Faster-Than-Light Results Debunked by Computer Glitch? Hold On, Not So Fast!

The neutrino story is still not an open and shut case. You’ve probably read about the supposed computer glitch by now. If you haven’t, we have it right here. However, as more details pour in, more surprises tumble out! It turns out that there wasn’t just one computer error, there were, in fact, two!! And this complicates matters

Twin Glitches

Error #1

New York Times reports that one source of error is the GPS measurement system, or more precisely, the optical cable connecting the GPS receiver to the detector. This is a five mile long cable and the faulty wiring could’ve easily put the measurements back by 60 nanoseconds, which was the exact amount of time by which the neutrinos beat the speed of light. This is the story we reported earlier.

Error #2

However, it seems that there was yet another unaccounted systematic error! There is a piece of equipment that marks the exact time for the GPS measurements, taking into account all sorts of relativistic corrections.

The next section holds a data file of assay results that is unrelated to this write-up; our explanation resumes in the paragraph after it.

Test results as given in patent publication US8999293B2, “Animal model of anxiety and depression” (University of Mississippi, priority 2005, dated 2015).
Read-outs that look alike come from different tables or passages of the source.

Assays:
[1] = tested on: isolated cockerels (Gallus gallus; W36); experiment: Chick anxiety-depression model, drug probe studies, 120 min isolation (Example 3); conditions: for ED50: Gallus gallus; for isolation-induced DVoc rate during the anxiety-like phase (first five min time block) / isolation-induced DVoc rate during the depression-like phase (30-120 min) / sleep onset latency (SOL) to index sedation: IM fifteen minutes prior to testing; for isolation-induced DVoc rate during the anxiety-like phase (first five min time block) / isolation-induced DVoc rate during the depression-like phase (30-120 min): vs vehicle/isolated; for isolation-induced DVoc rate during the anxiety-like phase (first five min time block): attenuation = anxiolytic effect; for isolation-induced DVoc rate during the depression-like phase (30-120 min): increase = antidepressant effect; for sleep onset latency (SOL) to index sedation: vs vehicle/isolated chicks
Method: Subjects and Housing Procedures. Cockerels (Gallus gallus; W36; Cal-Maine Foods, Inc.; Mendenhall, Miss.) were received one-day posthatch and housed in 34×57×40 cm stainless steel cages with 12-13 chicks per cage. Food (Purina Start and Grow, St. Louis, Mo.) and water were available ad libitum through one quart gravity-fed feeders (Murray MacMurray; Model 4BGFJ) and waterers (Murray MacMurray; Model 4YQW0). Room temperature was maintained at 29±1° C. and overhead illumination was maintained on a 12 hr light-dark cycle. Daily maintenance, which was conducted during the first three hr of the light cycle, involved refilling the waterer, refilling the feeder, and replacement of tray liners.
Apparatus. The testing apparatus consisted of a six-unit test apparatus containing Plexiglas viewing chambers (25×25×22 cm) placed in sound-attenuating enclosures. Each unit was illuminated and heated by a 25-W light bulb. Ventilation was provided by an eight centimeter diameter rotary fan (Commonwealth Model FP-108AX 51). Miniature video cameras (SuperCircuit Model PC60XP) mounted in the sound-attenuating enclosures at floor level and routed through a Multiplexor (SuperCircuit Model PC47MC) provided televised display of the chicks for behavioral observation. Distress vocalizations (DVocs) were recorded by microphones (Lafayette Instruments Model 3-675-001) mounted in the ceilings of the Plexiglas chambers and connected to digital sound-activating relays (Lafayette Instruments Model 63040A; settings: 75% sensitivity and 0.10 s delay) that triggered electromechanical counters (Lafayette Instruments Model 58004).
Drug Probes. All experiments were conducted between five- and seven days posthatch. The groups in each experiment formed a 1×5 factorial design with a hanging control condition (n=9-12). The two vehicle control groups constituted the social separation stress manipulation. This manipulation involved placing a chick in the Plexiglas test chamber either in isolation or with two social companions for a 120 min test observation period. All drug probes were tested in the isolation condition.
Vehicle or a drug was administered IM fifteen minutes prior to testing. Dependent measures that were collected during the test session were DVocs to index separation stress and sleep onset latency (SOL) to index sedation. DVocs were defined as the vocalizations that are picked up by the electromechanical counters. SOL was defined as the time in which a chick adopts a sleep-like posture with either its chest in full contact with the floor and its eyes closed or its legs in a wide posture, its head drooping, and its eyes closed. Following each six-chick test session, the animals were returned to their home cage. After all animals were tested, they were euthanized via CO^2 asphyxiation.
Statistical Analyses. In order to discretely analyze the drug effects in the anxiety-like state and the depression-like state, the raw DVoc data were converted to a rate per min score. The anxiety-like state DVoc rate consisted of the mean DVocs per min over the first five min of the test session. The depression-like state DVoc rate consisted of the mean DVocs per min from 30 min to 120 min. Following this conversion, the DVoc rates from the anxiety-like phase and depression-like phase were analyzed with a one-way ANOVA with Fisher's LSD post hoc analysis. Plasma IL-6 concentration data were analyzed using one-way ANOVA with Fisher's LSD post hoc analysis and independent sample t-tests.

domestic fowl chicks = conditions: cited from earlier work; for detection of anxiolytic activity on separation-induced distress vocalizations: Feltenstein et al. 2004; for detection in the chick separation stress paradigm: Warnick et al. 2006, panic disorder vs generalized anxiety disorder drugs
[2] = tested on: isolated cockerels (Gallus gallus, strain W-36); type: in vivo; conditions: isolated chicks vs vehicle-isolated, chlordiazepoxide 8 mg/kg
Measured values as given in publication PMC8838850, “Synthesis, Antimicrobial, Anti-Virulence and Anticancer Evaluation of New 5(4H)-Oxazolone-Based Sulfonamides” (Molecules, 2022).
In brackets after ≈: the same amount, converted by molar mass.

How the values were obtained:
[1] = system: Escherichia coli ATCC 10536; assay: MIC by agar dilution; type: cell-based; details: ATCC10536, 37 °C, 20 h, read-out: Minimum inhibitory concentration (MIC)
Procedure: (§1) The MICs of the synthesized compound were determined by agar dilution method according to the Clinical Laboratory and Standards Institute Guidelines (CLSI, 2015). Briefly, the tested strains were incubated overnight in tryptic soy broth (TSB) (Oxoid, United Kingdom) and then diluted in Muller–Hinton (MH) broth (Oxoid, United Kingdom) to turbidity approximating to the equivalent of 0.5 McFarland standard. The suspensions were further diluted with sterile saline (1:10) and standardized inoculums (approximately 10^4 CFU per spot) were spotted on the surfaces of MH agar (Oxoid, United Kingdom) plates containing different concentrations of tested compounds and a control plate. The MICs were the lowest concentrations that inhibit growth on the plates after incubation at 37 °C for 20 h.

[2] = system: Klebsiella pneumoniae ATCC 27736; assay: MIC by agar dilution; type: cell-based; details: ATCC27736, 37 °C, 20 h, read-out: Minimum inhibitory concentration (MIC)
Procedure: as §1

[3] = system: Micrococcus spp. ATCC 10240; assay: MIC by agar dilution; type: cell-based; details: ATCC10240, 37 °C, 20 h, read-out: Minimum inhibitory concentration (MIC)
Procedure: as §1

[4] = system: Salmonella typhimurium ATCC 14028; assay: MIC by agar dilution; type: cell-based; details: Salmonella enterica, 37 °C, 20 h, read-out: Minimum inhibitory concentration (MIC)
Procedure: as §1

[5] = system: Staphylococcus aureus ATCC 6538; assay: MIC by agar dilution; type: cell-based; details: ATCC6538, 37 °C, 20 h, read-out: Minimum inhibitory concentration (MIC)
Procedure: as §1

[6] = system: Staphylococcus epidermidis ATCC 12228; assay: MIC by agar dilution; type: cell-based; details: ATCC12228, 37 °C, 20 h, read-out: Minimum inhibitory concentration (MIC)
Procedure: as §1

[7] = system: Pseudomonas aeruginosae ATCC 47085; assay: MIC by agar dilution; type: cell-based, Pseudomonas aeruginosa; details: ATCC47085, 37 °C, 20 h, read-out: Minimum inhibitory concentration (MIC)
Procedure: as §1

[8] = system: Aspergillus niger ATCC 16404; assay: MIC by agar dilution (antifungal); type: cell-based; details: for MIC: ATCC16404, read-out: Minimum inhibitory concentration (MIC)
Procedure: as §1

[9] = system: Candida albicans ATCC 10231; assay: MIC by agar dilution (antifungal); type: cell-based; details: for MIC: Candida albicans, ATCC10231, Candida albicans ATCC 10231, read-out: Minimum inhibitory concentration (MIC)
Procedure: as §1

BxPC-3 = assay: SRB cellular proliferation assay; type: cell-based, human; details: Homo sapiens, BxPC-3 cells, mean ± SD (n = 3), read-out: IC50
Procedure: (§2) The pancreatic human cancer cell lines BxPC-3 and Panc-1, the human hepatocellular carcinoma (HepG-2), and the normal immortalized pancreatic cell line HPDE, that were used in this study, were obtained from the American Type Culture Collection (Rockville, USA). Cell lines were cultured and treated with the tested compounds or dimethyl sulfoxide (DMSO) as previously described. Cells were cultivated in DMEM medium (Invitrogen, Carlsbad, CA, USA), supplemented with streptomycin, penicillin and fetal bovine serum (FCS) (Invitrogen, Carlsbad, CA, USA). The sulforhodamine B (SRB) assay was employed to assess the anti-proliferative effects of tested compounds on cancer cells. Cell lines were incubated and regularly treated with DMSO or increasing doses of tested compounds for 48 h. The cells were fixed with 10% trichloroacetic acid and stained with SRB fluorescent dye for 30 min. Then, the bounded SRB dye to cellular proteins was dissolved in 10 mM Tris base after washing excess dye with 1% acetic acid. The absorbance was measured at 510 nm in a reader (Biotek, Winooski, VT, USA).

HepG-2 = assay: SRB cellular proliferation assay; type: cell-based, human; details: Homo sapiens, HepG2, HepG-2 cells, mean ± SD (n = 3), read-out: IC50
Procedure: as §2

However, this would speed up the neutrinos even more, making the case for the violation of relativity even stronger.

The first error has been corrected, but the second error is yet to be taken care of.

Add and subtract the errors? No? What’s wrong?

As any student of physics would know, errors like these cannot simply be added or subtracted. For extreme precision experiments, like the OPERA  experiment, one cannot tweak the experimental data in order to do take into account all technical glitches. The only way to resolve this would be to fix the systematics and run the experiment again!

The experiment would definitely need an independent test to be refuted, now more than ever, since these unexpected question marks have been put up against it.

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Debjyoti Bardhan

Is a science geek, currently pursuing some sort of a degree (called a PhD) in Physics at TIFR, Mumbai. An enthusiastic but useless amateur photographer, his most favourite activity is simply lazing around. He is interested in all things interesting and scientific.